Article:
Age-Old Wisdom meets Modern Tools
Planting, Growing, and Harvesting Mint
Mint is a perennial with very fragrant, toothed leaves and tiny purple, pink, or white flowers. It has a fruity, aromatic taste.
There are many varieties of mint—all fragrant, whether shiny or fuzzy, smooth or crinkled, bright green or variegated. However, you can always tell a member of the mint family by its square stem. Rolling it between your fingers, you’ll notice a pungent scent and think of candy, sweet teas, or maybe even mint juleps.
As well as kitchen companions, mints are used as garden accents, ground covers, air fresheners, and herbal medicines. They’re as beautiful as they are functional, and they’re foolproof to grow, thriving in sun and shade all over North America. In fact, mint can be vigorous spreaders, so be careful where you plant it.
- Mints are vigorous perennials that thrive in light soil with good drainage.
- Ideally, they prefer a moist but well-drained site, something like their native habitat along stream banks.
- Most will tolerate some shade, and the variegated types may require some protection from direct sun.
- For growing outdoors, plant one or two purchased plants (or one or two cuttings from a friend) about 2 feet apart in moist soil. One or two plants will easily cover the ground. Mint should grow to be 1 or 2 feet tall.
- For the best growth in confined areas such as containers, topdress plants with a thin layer of compost or organic fertilizer every few months. Aboveground pots will need winter protection in cold climates.
- In the garden, plant mint near cabbage and tomatoes—in pots, if possible, in order to prevent it from spreading and stealing nutrients from your crops!
Check out this video to learn more about how to grow mint.
- Minimal care is needed for mint. For outdoor plants, use a light mulch. This will help keep the soil moist and keep the leaves clean.
- For indoor plants, be sure to water them regularly to keep the soil evenly moist.
- At first, mints develop into well-behaved–looking, bushy, upright clumps, but they soon set out to conquer new territory with horizontal runners and underground rhizomes. Unless you block the advance, a pert peppermint plant can turn into a sprawling 4-foot giant in just 1 year. It’s not the stuff of horror movies, however. Mints benefit from picking and pruning. They are shallow-rooted and easy to pull out, so there’s no reason to worry, as long as you provide physical barriers such as walls, walkways, or containers.
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- Frequent harvesting is the key to keeping mint plants at their best. Young leaves have more flavor than old ones, and mint can be harvested as soon as it comes up in spring. Although fresh is best and sprigs keep for a few days in water, mint leaves can be frozen or air-dried in bunches.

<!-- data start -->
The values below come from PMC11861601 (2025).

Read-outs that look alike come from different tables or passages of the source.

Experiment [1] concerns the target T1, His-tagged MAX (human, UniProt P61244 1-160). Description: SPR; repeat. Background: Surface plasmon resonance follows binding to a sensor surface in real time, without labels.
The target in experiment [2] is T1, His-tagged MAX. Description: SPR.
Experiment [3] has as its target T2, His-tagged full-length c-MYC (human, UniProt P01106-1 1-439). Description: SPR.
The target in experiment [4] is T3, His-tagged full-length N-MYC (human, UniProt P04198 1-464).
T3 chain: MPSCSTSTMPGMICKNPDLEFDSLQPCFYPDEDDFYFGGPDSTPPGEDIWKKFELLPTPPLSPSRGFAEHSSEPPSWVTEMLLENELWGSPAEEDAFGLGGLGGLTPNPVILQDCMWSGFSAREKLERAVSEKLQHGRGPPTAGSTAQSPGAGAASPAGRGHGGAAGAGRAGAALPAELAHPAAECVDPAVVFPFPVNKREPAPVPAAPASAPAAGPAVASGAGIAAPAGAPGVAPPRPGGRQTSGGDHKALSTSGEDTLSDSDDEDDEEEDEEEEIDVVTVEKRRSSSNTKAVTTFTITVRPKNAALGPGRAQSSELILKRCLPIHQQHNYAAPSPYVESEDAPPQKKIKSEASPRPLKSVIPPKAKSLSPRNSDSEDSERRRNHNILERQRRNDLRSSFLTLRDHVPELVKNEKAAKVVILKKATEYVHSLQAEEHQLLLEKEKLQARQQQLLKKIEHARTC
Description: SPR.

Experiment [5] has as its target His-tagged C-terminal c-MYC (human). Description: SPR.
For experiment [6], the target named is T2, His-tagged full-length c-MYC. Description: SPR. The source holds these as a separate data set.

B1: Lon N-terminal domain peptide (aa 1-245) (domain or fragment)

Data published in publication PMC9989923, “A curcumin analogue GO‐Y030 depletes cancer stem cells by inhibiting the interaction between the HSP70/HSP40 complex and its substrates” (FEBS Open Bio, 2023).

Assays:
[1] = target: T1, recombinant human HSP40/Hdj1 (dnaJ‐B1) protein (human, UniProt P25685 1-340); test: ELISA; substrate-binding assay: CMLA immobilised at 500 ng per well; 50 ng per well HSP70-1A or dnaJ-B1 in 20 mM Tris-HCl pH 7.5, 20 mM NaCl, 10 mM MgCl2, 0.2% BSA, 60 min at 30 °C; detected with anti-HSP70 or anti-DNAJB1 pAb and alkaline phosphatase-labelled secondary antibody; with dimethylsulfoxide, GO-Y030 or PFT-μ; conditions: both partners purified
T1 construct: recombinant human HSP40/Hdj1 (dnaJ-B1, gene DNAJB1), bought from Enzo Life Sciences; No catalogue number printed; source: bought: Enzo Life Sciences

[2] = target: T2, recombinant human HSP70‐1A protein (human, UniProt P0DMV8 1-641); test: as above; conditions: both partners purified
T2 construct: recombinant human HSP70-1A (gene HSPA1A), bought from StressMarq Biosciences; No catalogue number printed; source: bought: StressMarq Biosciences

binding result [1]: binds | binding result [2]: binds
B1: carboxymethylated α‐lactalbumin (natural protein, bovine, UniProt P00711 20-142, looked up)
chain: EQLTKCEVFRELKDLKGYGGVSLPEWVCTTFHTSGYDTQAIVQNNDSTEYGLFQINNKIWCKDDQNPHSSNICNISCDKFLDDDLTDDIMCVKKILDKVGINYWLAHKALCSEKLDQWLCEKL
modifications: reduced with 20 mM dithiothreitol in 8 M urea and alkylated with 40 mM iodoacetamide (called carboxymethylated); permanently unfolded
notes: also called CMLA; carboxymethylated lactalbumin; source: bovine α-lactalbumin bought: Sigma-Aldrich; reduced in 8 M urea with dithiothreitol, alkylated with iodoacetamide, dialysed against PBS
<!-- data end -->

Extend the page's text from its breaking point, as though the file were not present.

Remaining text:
- Right before flowering, cut the stems 1 inch from the ground. You can harvest one mint plant two or three times in one growing season.
- You can also just pick the leaves as you need them.
- You can grow the plants indoors for fresh leaves throughout the winter. If you want to dry them, it’s best to cut the leaves right before flowering. Store the dried leaves in an airtight container.
The best way to propagate mints is by taking cuttings from those that you like best. It’s easy—take 6-inch cuttings of rooted stems and plant them horizontally in the soil. Mint stems will also root in a glass of water. Start with a small cutting from an established plant. Any gardening friend will give you a cutting of a favorite mint.
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- Apple/Pineapple Mint: Mentha suaveolens
- Corsican Mint: Mentha requienii
- Pennyroyal: Mentha pulegium
- Peppermint: Mentha x piperita
- Citrus Mint: Mentha x piperita var. citrata
- Spearmint: Mentha spicata
Wit & Wisdom
- To relieve a tension headache, apply a compress of mint leaves to your forehead. Learn more about the medicinal benefits and many uses of mint.
- Mint is a symbol for virtue. Find out more plant meanings here.
- Mint can also help to relieve stress and anxiety. Find out how to use your fresh mint as a calming herb here.
“If any man can name … all the varieties of mint, he must know how many fish swim in the Indian Ocean.” –Walafrid Strabo (c. 808–849)
Serious cooks generally prefer spearmint for savory dishes and peppermint for desserts. For a delicate mint taste in fruit salads, yogurt, or tea, try apple or orange mint. Mint lurks in the background in Middle Eastern salads, such as tabouli, and does well with lamb. It also goes with peas, zucchini, fresh beans, marinades for summer vegetables, cold soups, fruit salads, and cheese.
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Tip! Make flavored ice cubes by freezing trays of strong mint tea, then use the ice cubes for your drinks!